Report: 40% of San Diegans Don't Make Enough to Live Here
Nearly 40 percent of San Diegans dont earn enough money to live here, according to a new report. San Diego is the 11th most expensive city in the United States. The Countys unemployment rate is at
Nearly 40 percent of San Diegans don’t earn enough money to live here, according to a new report. San Diego is the 11th most expensive city in the United States. The County’s unemployment rate is at a 13-year high -- 6.4 per cent, and 100,000 people are looking for work.
KPBS reveals why this is happening in a new documentary, The Incredible Shrinking Middle-Class. Learn how much you need to earn to live here, who makes all the money, and where the good jobs and the not so good jobs are. KPBS reporter Joanne Faryon has the story.
Almost every day, a million and a half people in San Diego County go to work. They deliver things . . they flip burgers…work in hospitals….
Doctor: Tomorrow we won’t have to do that because we’re going to put you to sleep down in the operating room. . . . And office buildings.
A new report by the San Diego Workforce Partnership says many of them are over-qualified and under-paid. And if they’re feeling like they’re in a rut these days, it’s probably because they are. The report says people in San Diego County have less of a chance to get ahead in the next five years than they did five years ago because middle class jobs are disappearing…
San Diego Resident: I have a masters degree…Great, you’re overqualified, which doesn’t mean you won’t get hired.
San Diego County’s unemployment rate is at a 13 year high -- 6.4 percent. That’s a half-point higher than the national average. 100,000 people are looking for work in the county. Here’s some of them at a local job fair:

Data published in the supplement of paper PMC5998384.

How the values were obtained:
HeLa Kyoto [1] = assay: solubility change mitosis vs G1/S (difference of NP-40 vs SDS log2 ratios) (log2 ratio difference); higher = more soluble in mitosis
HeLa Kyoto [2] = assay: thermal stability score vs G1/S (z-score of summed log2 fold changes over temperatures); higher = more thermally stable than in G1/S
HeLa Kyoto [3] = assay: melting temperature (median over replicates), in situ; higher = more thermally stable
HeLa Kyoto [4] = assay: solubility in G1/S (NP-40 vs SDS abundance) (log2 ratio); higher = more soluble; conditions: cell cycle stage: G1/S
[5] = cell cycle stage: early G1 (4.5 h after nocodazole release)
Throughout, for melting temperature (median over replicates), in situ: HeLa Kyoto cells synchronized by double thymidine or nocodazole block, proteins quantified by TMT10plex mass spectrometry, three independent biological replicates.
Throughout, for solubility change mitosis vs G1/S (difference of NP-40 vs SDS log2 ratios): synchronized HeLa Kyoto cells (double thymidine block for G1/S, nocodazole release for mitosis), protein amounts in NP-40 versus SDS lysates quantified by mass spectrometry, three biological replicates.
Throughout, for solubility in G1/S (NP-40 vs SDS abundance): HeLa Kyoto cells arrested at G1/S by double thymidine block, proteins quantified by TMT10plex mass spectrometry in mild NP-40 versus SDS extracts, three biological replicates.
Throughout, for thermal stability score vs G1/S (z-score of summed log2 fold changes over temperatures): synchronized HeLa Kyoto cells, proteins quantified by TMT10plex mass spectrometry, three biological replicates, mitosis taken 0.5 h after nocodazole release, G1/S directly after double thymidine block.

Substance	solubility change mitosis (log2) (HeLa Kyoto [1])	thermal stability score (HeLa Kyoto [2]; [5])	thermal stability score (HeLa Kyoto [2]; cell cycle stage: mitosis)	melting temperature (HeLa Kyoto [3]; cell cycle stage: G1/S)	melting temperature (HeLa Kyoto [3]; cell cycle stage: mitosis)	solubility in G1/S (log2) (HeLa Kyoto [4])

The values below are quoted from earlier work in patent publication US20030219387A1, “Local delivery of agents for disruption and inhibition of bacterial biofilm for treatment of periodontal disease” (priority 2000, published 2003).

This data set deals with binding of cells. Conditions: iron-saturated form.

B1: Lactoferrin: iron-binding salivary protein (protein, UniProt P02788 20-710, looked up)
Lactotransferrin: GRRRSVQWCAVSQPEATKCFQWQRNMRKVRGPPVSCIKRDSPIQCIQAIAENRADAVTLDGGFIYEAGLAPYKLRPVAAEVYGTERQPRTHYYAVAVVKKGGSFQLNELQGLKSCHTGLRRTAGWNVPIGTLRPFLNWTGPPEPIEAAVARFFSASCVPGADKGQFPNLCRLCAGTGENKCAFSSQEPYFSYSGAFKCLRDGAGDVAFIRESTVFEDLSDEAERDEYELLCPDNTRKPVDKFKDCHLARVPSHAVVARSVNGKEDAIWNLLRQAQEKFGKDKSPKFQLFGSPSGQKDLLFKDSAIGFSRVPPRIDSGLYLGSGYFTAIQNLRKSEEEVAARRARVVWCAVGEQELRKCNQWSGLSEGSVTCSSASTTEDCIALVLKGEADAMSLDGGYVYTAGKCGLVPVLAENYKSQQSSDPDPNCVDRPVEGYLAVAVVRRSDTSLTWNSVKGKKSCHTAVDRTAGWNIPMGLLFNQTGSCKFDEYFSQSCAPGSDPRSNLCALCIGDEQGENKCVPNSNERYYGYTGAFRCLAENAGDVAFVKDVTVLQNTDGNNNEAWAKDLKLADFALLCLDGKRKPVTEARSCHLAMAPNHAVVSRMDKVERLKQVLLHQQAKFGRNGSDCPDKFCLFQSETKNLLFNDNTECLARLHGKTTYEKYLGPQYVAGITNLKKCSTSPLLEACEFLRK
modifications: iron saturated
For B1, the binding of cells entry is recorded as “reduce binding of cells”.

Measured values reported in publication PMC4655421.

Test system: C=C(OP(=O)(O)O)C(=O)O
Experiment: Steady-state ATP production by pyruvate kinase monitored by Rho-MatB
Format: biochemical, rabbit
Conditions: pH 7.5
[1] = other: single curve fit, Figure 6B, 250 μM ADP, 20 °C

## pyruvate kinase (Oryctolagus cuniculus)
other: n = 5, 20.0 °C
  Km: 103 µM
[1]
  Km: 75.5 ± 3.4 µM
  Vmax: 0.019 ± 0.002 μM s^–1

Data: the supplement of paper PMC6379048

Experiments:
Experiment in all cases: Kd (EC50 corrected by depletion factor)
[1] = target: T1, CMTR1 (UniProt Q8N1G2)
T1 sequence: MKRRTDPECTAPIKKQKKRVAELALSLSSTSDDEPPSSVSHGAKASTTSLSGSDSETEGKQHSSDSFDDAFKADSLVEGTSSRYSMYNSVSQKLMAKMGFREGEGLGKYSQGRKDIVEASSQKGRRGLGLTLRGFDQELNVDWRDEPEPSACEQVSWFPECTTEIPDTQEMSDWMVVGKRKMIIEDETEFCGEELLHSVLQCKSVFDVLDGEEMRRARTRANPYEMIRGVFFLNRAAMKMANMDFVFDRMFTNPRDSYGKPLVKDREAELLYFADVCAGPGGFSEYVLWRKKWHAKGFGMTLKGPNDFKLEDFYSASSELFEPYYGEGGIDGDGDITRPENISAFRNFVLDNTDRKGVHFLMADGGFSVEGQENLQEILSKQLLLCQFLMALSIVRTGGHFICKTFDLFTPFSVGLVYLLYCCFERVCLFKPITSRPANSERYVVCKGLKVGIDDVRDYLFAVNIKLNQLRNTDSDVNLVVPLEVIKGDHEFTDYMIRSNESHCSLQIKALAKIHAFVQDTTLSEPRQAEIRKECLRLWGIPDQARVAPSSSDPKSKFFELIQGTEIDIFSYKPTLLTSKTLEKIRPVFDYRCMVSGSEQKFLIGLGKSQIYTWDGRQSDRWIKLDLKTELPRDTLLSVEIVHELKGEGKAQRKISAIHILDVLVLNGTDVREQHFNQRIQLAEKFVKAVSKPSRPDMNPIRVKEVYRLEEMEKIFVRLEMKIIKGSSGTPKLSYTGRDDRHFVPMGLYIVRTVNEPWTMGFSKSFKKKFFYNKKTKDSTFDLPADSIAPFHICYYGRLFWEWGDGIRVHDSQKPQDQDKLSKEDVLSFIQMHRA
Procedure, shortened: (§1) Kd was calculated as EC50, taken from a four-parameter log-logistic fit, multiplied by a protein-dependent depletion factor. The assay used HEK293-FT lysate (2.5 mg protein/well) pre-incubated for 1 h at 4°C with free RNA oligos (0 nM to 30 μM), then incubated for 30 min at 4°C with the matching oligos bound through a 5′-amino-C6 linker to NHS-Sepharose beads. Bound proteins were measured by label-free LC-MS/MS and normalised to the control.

Carol-Powers: May I give you my resume…they’re calling next week for interviews.
Carol-Powers: My name is Jenny Carroll-Powers. I am 52 years old. And I had worked for Washington Mutual off and on for 20 years. And last November a group of us were laid off who worked in retail lending, in processing in Mission Valley there was a whole center laid off. Since then I’ve been looking for work and haven’t found anything since.
Jenny Carroll-Powers lost her job nearly one year ago. She is one of 6,000 Washington Mutual employees across the country who have lost their jobs -- most in the lending side of the business.
Carol-Powers: I called my husband on the phone I said you’re not going to believe this but we’re being closed down, he said, “No.” I said, “Yeah really…we’re being closed down.” And in the beginning I thought, “Gosh, I’m going to have some time off, coming up to the holidays. It’s going to be great. When the holidays are over I’ll get very, very serious and look for work.” So he was of the same opinion I was and it was going to be okay and I’d fall back on something, but that’s not what happened.
Carol-Powers: Scripps Health, I applied there maybe 25 times.